Mini Habits: Smaller Habits, Bigger Results: (Ultra Condensed Cliffnotes #24)

Mini Habits: Smaller Habits, Bigger Results, Stephen Guise, notes by Kingston S. Lim

Below are my personal notes of Mini Habits: Smaller Habits, Bigger Results. These highlights were what I used to write my personal development book, Wiser Next Week, a condensation of many different self improvement books.

Mini Habits: 

  • A very small positive behavior that you force yourself to do every day, so small that it’s too small to fail. (Use it to understand and work on the basics)

Forming New Habits:

  • The 2 keys to habit change as far as the brain is concerned is repetition and reward. 
    • Your brain will be more likely to repeat something if there is a reward


  • Unreliable as motivation is based on how you feel and feelings are fluid and unpredictable
    • (too many external factors not in control)
  • Enthusiasm is great, but see it as a bonus rather than a cue for taking action
    • (build on a solid base, not on the whims of emotions)
  • A mistake people often make is not taking into account that their motivation and energy will fluctuate dramatically
    • When you set something “stupid small”, your brain is less likely to resist


  • Unlike motivation, willpower can be strengthened like a muscle
  • You can improve your ability to take action despite feeling resistance due to emotional trauma, lack of confidence, bad mood or low energy levels. This is willpower

Resistance Barriers to New Habit Formation:

  • Effort: Mini Habits require minimal effort, it forces you to start, but its flexible after that, allowing you to decide how much extra you want to do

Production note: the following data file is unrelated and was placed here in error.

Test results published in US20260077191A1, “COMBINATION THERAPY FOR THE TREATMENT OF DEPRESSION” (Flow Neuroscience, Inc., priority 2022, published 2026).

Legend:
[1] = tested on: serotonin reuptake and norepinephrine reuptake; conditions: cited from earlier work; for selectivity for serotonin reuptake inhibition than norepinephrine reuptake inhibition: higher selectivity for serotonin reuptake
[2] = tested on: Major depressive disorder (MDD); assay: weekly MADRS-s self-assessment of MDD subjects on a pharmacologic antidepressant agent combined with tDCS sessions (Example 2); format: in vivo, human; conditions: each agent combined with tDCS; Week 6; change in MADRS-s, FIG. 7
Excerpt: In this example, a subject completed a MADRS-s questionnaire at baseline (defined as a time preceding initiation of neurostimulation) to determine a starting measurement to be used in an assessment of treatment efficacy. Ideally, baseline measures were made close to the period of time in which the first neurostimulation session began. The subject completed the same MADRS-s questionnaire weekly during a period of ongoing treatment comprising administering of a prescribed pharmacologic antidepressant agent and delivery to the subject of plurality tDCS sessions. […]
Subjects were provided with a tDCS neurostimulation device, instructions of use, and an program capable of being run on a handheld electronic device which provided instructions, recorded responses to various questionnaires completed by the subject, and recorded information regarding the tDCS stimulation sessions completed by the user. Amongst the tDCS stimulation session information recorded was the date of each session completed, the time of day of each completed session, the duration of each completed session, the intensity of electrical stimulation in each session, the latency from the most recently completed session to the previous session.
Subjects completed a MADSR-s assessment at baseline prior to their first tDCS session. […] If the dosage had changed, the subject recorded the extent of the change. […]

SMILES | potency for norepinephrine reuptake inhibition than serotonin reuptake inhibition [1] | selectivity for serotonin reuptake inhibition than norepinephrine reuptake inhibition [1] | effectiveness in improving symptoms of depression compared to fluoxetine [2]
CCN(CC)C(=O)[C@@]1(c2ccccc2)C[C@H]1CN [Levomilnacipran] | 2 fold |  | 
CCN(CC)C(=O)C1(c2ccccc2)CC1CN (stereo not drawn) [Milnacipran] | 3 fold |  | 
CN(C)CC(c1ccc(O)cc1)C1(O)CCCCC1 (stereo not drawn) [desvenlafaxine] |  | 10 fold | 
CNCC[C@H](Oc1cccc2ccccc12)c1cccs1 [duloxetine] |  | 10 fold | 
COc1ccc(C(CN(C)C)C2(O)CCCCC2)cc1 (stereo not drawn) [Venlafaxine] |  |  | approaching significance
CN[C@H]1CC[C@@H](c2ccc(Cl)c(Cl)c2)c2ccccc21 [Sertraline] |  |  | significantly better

• Perceived Difficulty: Setting mini goals is the best way to drop the perceived difficulty in any project.
    • The total intention is so small, there is no risk of quitting too early
  • Subjective Fatigue: A big factor in subjective fatigue depends on how you see yourself stack up against a goal, small goals look less daunting. 
  • One small step + desired behavior = high probability of further steps

Integrating Mini Habits into Your Life

  • Look at mini habits as your day’s foundation, these things must get done, but they only take a few minutes total to do. After that, you can do anything you want, whether its “bonus reps” or other activities

Mini Habits: 8 Small Steps to Big Change

  1. Choose Your Mini Habits and Habit Plan
    1. One Week Flexible Plan: Choose 1 habit and use the Mini Habit system for 1 week. After a week, assess the difficulty and stick with it or add more. 
      1. The more mini habits you have, the less likely you are to overachieve in them
      2. Imagine the hardest days. If you can do something on the day you’re tired, stressed and busy, you can do it everyday
      3. As no one likes to be micromanaged, the low commitment threshold grants freedom that increases performance
  2. Use the Why Drill on Each Mini Habit
    1. Once you have your habits, identify the why, continue to ask why until you’ve found the core (begin with the end in mind)
  3. Define Your Habit Cues
    1. Time based: Performed at a set time
    2. Activity based: Performed after another activity
    3. Set a deadline only before you sleep, an earlier deadline means you’ll discontinue the habit for the rest of the day. 
  4. Create Your Reward Plan
    1. Stimulate endorphins via laughter/crossing off items, that coincide with the habit
    2. Rewards restore willpower
  5. Write Everything Down
    1. You are more likely to follow through on tasks if a sense of accountability is set up
  6. Think Small
    1. Repeated performance of small, achievable tasks strengthen willpower
    2. Small consistent doses over time strengthen the willpower muscle, which allows you to do more. Let the extra come from you, not your requirements
  7. Meet Your Schedule and Drop High Expectations
    1. Keep your goal small on paper and in your mind
    2. Instead of quantity, seek consistency that’ll be embedded in your subconscious mind